The Perfect Rep Scheme For Strength And Size

Power training isn't just for competitive athletes: It can do wonders for your physique as well! Cast a bigger shadow with this world-class program from renowned coach Charles Poliquin.

The Perfect Rep Scheme For Strength And Size

A lot of trainees I talk to want to be stronger and look stronger—in that order. They don't want to look like some over inflated balloon ready to either pop or float away. They're after the look of power—a look that visually demands respect, not ridicule.

A few years ago, I'd hear the physique of powerlifting champion Roger Estep or Olympic lifting superstar David Rigert cited as the ideal of this look. More recently, people point to my good friend and teaching colleague Dmitry Klokov. These physiques feature lots of muscle, but useful muscle.

It's a look you can't fake, earned through heavy weights and a dedication to the fundamentals of power and strength. You can earn your version of the look, but you'll have to do it the right way.

Drop the Reps, Up the Sets

At my seminars and certification courses, I often get asked for the perfect rep set to build size and strength simultaneously. My answer: 1-2 exercises per body part, 7 sets of 3-5 reps, 30X0 tempo.

If lifting with tempo is new to you, the first number (3) is the eccentric motion, or lowering of the weight. The second number (0) signifies a pause in the stretched position. If it's zero, there's no pause. The third number is the concentric tempo; an X there means to lift explosively. The fourth number (0) is the pause at the top of the movement, or in peak contraction (again, no pause in this case).

Charles R. Poliquin What is Tempo
Watch the video - 2:10

Those 8 reps you've been performing explosively on the way up and the way down simply don't have the same training effect as if you perform them with a couple of strategic pauses or counting along the way. This simple addition will dramatically boost both time under tension, and in most cases, the effectiveness of your training.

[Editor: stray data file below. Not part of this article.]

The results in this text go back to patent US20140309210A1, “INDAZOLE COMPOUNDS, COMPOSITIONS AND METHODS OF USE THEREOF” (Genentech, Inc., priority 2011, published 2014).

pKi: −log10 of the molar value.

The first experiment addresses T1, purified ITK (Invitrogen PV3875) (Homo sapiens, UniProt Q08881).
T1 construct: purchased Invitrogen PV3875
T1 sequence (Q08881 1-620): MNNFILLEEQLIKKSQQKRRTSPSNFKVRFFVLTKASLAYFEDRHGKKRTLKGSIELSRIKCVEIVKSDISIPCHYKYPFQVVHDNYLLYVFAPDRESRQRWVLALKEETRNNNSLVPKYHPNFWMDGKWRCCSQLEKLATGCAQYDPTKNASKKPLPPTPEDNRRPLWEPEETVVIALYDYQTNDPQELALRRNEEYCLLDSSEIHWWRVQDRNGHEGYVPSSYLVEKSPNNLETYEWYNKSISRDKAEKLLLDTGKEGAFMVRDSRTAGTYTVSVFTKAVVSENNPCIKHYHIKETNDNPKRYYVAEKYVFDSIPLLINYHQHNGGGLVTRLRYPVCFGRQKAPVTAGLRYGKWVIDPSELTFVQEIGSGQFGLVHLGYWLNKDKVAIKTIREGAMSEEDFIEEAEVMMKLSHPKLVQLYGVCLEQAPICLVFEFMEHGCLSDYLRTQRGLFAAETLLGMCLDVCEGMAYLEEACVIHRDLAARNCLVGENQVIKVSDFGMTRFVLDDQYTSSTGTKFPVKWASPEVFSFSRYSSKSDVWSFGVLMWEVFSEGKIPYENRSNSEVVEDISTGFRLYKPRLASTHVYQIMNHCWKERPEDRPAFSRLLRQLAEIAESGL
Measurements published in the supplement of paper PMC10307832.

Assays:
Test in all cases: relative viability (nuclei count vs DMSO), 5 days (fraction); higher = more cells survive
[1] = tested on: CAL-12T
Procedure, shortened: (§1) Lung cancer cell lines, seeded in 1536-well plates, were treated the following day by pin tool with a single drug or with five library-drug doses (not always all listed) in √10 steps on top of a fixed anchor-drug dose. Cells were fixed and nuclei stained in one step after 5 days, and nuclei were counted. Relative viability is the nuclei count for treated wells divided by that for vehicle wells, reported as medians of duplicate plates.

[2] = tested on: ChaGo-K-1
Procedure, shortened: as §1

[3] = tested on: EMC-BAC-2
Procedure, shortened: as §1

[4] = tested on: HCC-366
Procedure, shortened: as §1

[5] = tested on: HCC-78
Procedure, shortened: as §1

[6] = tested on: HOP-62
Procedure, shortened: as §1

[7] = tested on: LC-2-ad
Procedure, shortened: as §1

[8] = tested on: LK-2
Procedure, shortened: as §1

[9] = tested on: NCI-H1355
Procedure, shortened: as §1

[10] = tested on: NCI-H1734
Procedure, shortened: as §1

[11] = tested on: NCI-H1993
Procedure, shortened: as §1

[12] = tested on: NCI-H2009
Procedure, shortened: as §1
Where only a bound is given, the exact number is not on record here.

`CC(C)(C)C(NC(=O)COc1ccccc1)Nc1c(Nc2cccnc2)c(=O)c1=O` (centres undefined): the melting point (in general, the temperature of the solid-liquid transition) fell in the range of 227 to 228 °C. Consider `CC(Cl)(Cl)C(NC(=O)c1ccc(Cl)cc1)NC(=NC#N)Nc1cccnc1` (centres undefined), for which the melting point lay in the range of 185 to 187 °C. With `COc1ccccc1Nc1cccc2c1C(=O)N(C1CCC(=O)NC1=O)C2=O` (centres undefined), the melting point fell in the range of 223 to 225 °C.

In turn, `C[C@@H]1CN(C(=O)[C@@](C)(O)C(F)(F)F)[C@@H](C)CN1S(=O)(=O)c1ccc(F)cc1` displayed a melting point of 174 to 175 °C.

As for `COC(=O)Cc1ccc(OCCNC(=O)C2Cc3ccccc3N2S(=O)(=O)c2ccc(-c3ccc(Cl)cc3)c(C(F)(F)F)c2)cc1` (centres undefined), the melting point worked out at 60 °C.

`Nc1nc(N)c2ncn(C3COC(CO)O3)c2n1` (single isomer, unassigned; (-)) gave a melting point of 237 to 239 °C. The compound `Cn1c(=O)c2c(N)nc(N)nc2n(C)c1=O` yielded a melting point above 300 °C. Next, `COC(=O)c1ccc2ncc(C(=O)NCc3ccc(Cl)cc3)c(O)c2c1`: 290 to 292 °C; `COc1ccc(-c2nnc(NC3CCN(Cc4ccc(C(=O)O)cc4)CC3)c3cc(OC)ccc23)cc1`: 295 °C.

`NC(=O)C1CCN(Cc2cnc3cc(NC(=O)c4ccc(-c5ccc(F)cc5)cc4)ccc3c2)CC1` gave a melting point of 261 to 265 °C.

Of course, the reps and tempo don't tell the whole story, because exercise selection has plenty to do with the results you'll get, as does technique, but this is where it starts. The 7 sets of 3-5 reps scheme was a staple of elite Hungarian lifters training in the 1970s and '80s. Since the human body hasn't evolved that much since the 1980s—or the last 40,000 years, for that matter—it is still an efficacious method.

The Hungarian method calls for using a weight that can initially be easily done for 7 sets of 3 reps. Start there, and only increase the weight when you can complete 7 sets of 5. No missing allowed. Be patient, because this will take discipline. Even though low reps prescribed are not known for being the best reps for gaining size, the sheer volume of sets makes up for it.

As the limit of 1-2 exercises attests, you'll need to stick to "most bang for your buck" exercises. No room for flies and kick-backs here.

In both of these moves, make sure your elbows are held up high and in so that the barbell rests in the proper groove. Aside from that, I'm not going to try to teach you how to do a power clean from the floor in a sentence or two here. I've been advocating this movement for decades now, there's nothing better to build size and strength on your traps and erector spinae. It's worth your while to have someone knowledgeable teach you proper technique.

Make sure your elbows are held up high and in so that the barbell rests in the proper groove.

Parallel-bar dips are great, but if you have the option, perform them on a convergent bar, also known as a V-bar. Experiment until you find the right groove in the V-bar, such that when you go down for the eccentric range, your biceps are in full contact with your forearms at the bottom position.